Monitoring ice coverage of lakes by combining image processing with radiometric indexes

The study of ice formation over lakes is complex. Though a human eye is good at differentiating open water from ice when seeing a satellite image, automatic computation does not always manage to make such classification properly. Indeed, the multispectral data available (for example, for Landsat 8) depends on the characteristics of the local atmosphere, as well as exterior parameters such as the wind speed above water.

A radiometric index coined NILI (Normalized Icy Lakes Index) has been tested with decent results on lake Onego (Russian Federation) at the Geodetic Engineering Lab of EPFL, but it still fails when the ice layer is too thin : its spectral signature can not be distinguished from the one of plain water. Yet, various hints can lead a human eye to understand what is ice what is water, like the presence of rough structures in the ice (cracks) versus the uniformity of the water. Although these differences can not be captured by pixelwise radiometry, image processing techniques (like levellings) can very well retrieve such local information and help the radiometric processes.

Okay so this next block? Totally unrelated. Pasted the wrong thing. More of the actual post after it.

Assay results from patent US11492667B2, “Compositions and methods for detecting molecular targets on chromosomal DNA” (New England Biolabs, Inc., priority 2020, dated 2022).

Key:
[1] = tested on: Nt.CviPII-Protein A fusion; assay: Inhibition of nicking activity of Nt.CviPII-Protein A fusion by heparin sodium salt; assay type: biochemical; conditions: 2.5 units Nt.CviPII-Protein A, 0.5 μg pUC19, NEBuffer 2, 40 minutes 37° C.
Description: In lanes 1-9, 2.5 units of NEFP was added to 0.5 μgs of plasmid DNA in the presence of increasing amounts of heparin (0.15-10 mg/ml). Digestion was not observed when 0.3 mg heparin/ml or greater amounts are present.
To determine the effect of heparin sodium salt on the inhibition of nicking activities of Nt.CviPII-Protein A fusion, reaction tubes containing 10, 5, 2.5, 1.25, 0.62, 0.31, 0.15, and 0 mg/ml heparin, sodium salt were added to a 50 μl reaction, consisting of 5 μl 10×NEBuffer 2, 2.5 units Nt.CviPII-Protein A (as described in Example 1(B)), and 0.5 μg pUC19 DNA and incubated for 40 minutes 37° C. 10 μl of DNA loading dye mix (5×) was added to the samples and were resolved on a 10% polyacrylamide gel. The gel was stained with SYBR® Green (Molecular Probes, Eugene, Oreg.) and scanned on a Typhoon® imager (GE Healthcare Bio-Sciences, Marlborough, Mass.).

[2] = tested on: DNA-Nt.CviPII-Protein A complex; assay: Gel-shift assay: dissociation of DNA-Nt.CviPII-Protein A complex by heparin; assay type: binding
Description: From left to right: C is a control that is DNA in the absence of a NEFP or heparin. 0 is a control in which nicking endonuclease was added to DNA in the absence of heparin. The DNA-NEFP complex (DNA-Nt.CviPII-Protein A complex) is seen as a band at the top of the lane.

The purpose of this internship is to help in the development of full water-ice classification algorithm using both NILI and extra image processing. This includes (but is not limited to) the following tasks:

  • Assess the performance of NILI on various Landsat 8 images of lake Onego and its usability on other sample lakes.
  • Incorporate mathematical morphology tools (like levellings) in the algorithm to refine the classification.
  • Discuss the performance of the algorithm (in terms of accuracy) and its adaptability to different lakes of the world.

Recommended type of project:

Master thesis

Work breakdown:

20% theory, 30% software, 50% experimentation


good level in image processing


multispectral images, radiometry, image processing


Kévin Barbieux